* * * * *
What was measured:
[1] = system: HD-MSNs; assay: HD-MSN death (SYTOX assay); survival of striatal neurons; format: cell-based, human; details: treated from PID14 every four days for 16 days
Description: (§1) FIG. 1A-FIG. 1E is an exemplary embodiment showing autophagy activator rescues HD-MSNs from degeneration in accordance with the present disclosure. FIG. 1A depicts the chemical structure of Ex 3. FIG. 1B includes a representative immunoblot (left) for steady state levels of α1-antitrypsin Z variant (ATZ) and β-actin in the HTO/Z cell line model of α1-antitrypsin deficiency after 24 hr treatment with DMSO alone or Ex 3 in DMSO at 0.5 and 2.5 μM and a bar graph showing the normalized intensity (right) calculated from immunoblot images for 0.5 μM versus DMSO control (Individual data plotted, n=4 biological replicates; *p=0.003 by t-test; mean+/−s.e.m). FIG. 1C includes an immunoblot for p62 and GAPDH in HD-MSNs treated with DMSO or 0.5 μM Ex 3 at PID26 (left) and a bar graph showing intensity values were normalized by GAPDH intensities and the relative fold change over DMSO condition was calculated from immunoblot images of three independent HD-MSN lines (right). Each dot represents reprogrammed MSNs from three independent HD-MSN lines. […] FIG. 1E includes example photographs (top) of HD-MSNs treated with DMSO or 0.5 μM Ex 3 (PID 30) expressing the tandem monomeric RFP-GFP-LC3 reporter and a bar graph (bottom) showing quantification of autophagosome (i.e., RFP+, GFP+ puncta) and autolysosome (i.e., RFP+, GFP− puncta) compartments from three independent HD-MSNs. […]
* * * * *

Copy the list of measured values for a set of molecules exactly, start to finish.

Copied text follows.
What was measured:
[1] = system: HD-MSNs; assay: HD-MSN death (SYTOX assay); survival of striatal neurons; format: cell-based, human; details: treated from PID14 every four days for 16 days
Description: (§1) FIG. 1A-FIG. 1E is an exemplary embodiment showing autophagy activator rescues HD-MSNs from degeneration in accordance with the present disclosure. FIG. 1A depicts the chemical structure of Ex 3. FIG. 1B includes a representative immunoblot (left) for steady state levels of α1-antitrypsin Z variant (ATZ) and β-actin in the HTO/Z cell line model of α1-antitrypsin deficiency after 24 hr treatment with DMSO alone or Ex 3 in DMSO at 0.5 and 2.5 μM and a bar graph showing the normalized intensity (right) calculated from immunoblot images for 0.5 μM versus DMSO control (Individual data plotted, n=4 biological replicates; *p=0.003 by t-test; mean+/−s.e.m). FIG. 1C includes an immunoblot for p62 and GAPDH in HD-MSNs treated with DMSO or 0.5 μM Ex 3 at PID26 (left) and a bar graph showing intensity values were normalized by GAPDH intensities and the relative fold change over DMSO condition was calculated from immunoblot images of three independent HD-MSN lines (right). Each dot represents reprogrammed MSNs from three independent HD-MSN lines. […] FIG. 1E includes example photographs (top) of HD-MSNs treated with DMSO or 0.5 μM Ex 3 (PID 30) expressing the tandem monomeric RFP-GFP-LC3 reporter and a bar graph (bottom) showing quantification of autophagosome (i.e., RFP+, GFP+ puncta) and autolysosome (i.e., RFP+, GFP− puncta) compartments from three independent HD-MSNs. […]